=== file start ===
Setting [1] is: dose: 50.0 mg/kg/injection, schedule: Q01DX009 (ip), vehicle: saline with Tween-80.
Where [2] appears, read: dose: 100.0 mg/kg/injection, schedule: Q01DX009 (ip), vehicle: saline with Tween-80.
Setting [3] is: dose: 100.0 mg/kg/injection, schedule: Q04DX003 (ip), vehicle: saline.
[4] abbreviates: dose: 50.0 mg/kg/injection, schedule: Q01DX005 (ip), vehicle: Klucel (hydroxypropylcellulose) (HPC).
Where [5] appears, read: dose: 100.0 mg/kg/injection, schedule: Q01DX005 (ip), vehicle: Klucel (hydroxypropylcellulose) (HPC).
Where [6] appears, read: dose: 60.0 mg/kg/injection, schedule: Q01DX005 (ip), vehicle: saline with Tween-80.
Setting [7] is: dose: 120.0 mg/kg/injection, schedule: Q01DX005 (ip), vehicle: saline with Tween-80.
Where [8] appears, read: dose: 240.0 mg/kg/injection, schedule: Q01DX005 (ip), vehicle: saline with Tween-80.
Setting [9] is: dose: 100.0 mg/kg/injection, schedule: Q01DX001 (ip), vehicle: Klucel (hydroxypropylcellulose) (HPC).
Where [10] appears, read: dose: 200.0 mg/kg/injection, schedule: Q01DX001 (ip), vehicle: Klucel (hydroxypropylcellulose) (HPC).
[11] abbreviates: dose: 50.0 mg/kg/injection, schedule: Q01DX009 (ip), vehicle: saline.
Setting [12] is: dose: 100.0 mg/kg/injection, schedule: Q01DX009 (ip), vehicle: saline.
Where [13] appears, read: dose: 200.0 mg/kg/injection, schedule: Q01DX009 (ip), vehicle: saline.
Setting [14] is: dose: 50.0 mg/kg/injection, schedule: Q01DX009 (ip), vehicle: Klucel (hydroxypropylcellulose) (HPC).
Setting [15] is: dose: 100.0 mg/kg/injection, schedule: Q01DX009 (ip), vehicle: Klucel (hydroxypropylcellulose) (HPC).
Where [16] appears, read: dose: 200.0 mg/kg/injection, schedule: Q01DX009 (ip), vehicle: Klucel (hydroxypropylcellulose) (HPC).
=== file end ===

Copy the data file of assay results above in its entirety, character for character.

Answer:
Setting [1] is: dose: 50.0 mg/kg/injection, schedule: Q01DX009 (ip), vehicle: saline with Tween-80.
Where [2] appears, read: dose: 100.0 mg/kg/injection, schedule: Q01DX009 (ip), vehicle: saline with Tween-80.
Setting [3] is: dose: 100.0 mg/kg/injection, schedule: Q04DX003 (ip), vehicle: saline.
[4] abbreviates: dose: 50.0 mg/kg/injection, schedule: Q01DX005 (ip), vehicle: Klucel (hydroxypropylcellulose) (HPC).
Where [5] appears, read: dose: 100.0 mg/kg/injection, schedule: Q01DX005 (ip), vehicle: Klucel (hydroxypropylcellulose) (HPC).
Where [6] appears, read: dose: 60.0 mg/kg/injection, schedule: Q01DX005 (ip), vehicle: saline with Tween-80.
Setting [7] is: dose: 120.0 mg/kg/injection, schedule: Q01DX005 (ip), vehicle: saline with Tween-80.
Where [8] appears, read: dose: 240.0 mg/kg/injection, schedule: Q01DX005 (ip), vehicle: saline with Tween-80.
Setting [9] is: dose: 100.0 mg/kg/injection, schedule: Q01DX001 (ip), vehicle: Klucel (hydroxypropylcellulose) (HPC).
Where [10] appears, read: dose: 200.0 mg/kg/injection, schedule: Q01DX001 (ip), vehicle: Klucel (hydroxypropylcellulose) (HPC).
[11] abbreviates: dose: 50.0 mg/kg/injection, schedule: Q01DX009 (ip), vehicle: saline.
Setting [12] is: dose: 100.0 mg/kg/injection, schedule: Q01DX009 (ip), vehicle: saline.
Where [13] appears, read: dose: 200.0 mg/kg/injection, schedule: Q01DX009 (ip), vehicle: saline.
Setting [14] is: dose: 50.0 mg/kg/injection, schedule: Q01DX009 (ip), vehicle: Klucel (hydroxypropylcellulose) (HPC).
Setting [15] is: dose: 100.0 mg/kg/injection, schedule: Q01DX009 (ip), vehicle: Klucel (hydroxypropylcellulose) (HPC).
Where [16] appears, read: dose: 200.0 mg/kg/injection, schedule: Q01DX009 (ip), vehicle: Klucel (hydroxypropylcellulose) (HPC).